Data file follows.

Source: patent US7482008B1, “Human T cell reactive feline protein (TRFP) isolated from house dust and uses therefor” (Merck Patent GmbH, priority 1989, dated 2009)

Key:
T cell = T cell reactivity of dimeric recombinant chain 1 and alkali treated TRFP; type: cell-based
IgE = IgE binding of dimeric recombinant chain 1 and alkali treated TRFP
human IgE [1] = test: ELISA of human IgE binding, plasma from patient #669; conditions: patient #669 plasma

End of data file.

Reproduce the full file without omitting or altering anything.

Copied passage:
Source: patent US7482008B1, “Human T cell reactive feline protein (TRFP) isolated from house dust and uses therefor” (Merck Patent GmbH, priority 1989, dated 2009)

Key:
T cell = T cell reactivity of dimeric recombinant chain 1 and alkali treated TRFP; type: cell-based
IgE = IgE binding of dimeric recombinant chain 1 and alkali treated TRFP
human IgE [1] = test: ELISA of human IgE binding, plasma from patient #669; conditions: patient #669 plasma